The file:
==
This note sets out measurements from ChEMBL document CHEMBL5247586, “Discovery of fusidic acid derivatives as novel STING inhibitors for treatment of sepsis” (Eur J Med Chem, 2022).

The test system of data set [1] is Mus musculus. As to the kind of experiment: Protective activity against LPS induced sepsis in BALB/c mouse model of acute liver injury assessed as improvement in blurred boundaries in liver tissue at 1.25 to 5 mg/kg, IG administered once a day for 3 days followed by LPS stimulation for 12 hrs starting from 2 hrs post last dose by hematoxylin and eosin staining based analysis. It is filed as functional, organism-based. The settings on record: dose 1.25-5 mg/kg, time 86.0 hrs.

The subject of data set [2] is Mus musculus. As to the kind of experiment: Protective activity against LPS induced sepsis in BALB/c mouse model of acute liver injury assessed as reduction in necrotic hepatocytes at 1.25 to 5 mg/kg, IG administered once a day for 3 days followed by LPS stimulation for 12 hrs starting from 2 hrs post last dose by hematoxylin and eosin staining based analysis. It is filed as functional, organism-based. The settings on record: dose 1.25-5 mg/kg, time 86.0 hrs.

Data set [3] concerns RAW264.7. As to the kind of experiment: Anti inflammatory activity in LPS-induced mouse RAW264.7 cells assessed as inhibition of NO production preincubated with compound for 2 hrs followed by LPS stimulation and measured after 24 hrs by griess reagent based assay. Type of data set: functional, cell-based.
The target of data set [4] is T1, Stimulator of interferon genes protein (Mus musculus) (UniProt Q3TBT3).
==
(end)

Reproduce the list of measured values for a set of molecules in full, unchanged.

This note sets out measurements from ChEMBL document CHEMBL5247586, “Discovery of fusidic acid derivatives as novel STING inhibitors for treatment of sepsis” (Eur J Med Chem, 2022).

The test system of data set [1] is Mus musculus. As to the kind of experiment: Protective activity against LPS induced sepsis in BALB/c mouse model of acute liver injury assessed as improvement in blurred boundaries in liver tissue at 1.25 to 5 mg/kg, IG administered once a day for 3 days followed by LPS stimulation for 12 hrs starting from 2 hrs post last dose by hematoxylin and eosin staining based analysis. It is filed as functional, organism-based. The settings on record: dose 1.25-5 mg/kg, time 86.0 hrs.

The subject of data set [2] is Mus musculus. As to the kind of experiment: Protective activity against LPS induced sepsis in BALB/c mouse model of acute liver injury assessed as reduction in necrotic hepatocytes at 1.25 to 5 mg/kg, IG administered once a day for 3 days followed by LPS stimulation for 12 hrs starting from 2 hrs post last dose by hematoxylin and eosin staining based analysis. It is filed as functional, organism-based. The settings on record: dose 1.25-5 mg/kg, time 86.0 hrs.

Data set [3] concerns RAW264.7. As to the kind of experiment: Anti inflammatory activity in LPS-induced mouse RAW264.7 cells assessed as inhibition of NO production preincubated with compound for 2 hrs followed by LPS stimulation and measured after 24 hrs by griess reagent based assay. Type of data set: functional, cell-based.
The target of data set [4] is T1, Stimulator of interferon genes protein (Mus musculus) (UniProt Q3TBT3).